Retail sales positions can be found in a variety of stores, making it possible to find a job that matches a person’s interests. These jobs also allow employees to interact with customers as well as share their knowledge, two attributes that can make the work appealing.
After a high-pressure career, working in retail might be a welcome change of pace, and 79% of U.S. hiring managers say they’ve seen an uptick in older applicants for entry-level positions, according to a 2023 poll by Express Employment Professionals. They are in demand too, with 60% of hiring managers saying they prefer to hire older workers for these jobs.
Schools value experienced educators and are often willing to accommodate their work needs. Retired teachers are often welcomed back as substitutes, while postsecondary schools may look for experienced professionals to teach on a part-time basis.
“Teaching as an adjunct (professor) is another great job for an older worker,” said Paul Dillon, adjunct instructor at the Sanford School of Public Policy at Duke University, in an email. “It offers a chance to pass along your skills and experience to another generation.”
With the advent of online education, some teaching jobs may not even require instructors to travel to campus.
For those who have experience with investing, one of the best jobs for older workers may be that of a financial planner. These positions lend themselves well to flexible working arrangements and can be done on a part-time basis for those who want to be semi-retired.
A related option would be an encore career in insurance sales. Since the industry is all about building relationships, older insurance sales agents benefit from the large network of connections they have acquired throughout the years.
Overall, jobs in finance, insurance and real estate have the highest average age-friendliness, according to the NBER working paper.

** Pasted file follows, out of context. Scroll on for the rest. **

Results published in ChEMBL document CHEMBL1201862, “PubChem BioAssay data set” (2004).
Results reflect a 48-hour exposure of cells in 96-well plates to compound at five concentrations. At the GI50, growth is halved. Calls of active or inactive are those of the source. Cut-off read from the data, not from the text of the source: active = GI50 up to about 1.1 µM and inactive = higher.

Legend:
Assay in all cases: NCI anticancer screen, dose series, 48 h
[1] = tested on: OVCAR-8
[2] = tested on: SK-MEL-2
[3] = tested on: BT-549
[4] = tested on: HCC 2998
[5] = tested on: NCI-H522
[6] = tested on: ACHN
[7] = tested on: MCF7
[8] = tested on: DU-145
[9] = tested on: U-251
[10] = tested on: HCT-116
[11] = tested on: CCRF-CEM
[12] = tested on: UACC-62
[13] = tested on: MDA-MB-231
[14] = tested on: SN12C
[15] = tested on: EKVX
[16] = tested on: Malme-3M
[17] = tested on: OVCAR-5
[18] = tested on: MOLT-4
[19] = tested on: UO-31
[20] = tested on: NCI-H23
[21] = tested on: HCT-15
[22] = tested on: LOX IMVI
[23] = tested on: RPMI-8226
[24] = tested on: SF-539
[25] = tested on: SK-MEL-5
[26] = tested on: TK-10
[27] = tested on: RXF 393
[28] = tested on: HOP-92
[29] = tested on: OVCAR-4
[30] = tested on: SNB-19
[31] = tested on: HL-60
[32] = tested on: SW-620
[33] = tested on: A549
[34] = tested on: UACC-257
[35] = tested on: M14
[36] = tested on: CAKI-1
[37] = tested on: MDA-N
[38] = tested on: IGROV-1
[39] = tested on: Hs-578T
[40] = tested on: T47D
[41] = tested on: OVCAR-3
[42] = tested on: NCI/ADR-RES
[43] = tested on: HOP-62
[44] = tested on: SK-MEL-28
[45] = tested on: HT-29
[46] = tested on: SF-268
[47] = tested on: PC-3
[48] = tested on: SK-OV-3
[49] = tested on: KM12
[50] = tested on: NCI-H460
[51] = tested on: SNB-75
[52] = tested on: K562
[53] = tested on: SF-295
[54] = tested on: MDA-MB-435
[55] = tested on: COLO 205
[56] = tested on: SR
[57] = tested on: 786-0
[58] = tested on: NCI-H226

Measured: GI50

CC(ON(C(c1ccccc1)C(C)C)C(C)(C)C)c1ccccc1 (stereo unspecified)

Although a distant second to clergy, counselors have the second-most enjoyable job for older workers, according to the Urban Institute study. Nearly half of those employed in this field report they enjoy their jobs.
Counseling jobs may have specific education and licensure requirements, depending on the state. Not all older workers will qualify to work as a counselor, but becoming a life coach may be a viable alternative. These jobs offer a less formal way to provide guidance to others.
“They draw on their extensive life experiences to help clients navigate challenges and achieve their goals,” Chan said.
If someone enjoys their current career, there is no reason to change fields when they get older. Instead of leaving their profession, they could switch from being an employee to a consultant.
“Becoming a consultant on your own … in your field of endeavor is a great job for an older worker,” Dillon said. “It offers a chance to set your own hours and work at your own pace while making an income.”
Companies in a variety of fields, such as business, information technology, management and accounting, may use consultants. In some cases, workers will be brought on to help with specific projects, while others may be asked to mentor new employees. Older workers who have a good relationship with their current employer may be able to continue as a consultant for their firm even after they retire.
Don’t make the mistake of thinking only certain jobs are appropriate for those older than age 50.
“Ultimately, the most enjoyable job for older workers will depend on their individual interests and goals,” said Jon Morgan, CEO of consulting firm Venture Smarter, in an email. “It’s essential to consider what type of work will bring the most satisfaction and fulfillment in this stage of life.”
Determine your personal goals and needs to find a position that will be a good fit. Any job can be an enjoyable one for older workers, and everyone needs to find what that occupation is for themselves.